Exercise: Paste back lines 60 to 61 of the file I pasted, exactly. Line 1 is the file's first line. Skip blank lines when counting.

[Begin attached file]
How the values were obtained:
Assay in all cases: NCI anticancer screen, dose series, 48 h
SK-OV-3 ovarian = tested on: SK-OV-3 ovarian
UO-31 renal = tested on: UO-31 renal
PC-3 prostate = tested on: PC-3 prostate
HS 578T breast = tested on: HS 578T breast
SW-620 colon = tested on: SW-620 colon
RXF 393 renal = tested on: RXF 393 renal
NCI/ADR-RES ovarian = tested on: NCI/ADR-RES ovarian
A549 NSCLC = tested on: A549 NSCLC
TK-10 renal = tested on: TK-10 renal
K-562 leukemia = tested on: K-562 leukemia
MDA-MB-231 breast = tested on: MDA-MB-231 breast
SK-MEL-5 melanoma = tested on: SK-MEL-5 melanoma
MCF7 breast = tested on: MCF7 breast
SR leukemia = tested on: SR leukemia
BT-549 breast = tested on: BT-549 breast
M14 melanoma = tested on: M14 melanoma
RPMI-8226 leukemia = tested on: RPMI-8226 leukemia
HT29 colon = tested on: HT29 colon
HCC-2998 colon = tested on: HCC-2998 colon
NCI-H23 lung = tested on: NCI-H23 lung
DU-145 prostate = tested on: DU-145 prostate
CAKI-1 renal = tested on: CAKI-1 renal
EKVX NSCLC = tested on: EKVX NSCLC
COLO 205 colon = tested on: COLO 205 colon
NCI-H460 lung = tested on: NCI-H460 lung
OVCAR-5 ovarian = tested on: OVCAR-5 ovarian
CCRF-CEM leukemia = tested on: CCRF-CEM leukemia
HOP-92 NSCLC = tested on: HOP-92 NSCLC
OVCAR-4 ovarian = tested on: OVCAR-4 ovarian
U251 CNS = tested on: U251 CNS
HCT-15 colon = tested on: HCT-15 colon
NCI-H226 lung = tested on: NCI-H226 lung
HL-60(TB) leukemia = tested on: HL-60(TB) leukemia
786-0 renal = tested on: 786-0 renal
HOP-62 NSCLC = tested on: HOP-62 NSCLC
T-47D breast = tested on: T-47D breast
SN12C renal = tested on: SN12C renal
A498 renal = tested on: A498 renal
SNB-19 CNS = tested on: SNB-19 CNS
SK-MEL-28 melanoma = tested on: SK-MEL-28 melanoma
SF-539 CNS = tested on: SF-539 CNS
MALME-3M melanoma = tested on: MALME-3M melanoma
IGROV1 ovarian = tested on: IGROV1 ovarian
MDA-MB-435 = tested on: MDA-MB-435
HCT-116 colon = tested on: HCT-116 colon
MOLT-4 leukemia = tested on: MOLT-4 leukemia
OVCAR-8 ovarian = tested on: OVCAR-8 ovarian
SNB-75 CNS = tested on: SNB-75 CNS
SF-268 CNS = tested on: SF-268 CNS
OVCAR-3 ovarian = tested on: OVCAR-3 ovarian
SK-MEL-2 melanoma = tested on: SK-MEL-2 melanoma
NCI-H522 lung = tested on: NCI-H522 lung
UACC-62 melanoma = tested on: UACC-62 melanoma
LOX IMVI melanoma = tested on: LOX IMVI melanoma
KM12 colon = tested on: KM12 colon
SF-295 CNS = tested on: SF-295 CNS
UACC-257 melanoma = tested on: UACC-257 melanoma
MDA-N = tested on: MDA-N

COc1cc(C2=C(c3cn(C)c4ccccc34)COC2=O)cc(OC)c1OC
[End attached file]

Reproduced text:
MDA-N = tested on: MDA-N

COc1cc(C2=C(c3cn(C)c4ccccc34)COC2=O)cc(OC)c1OC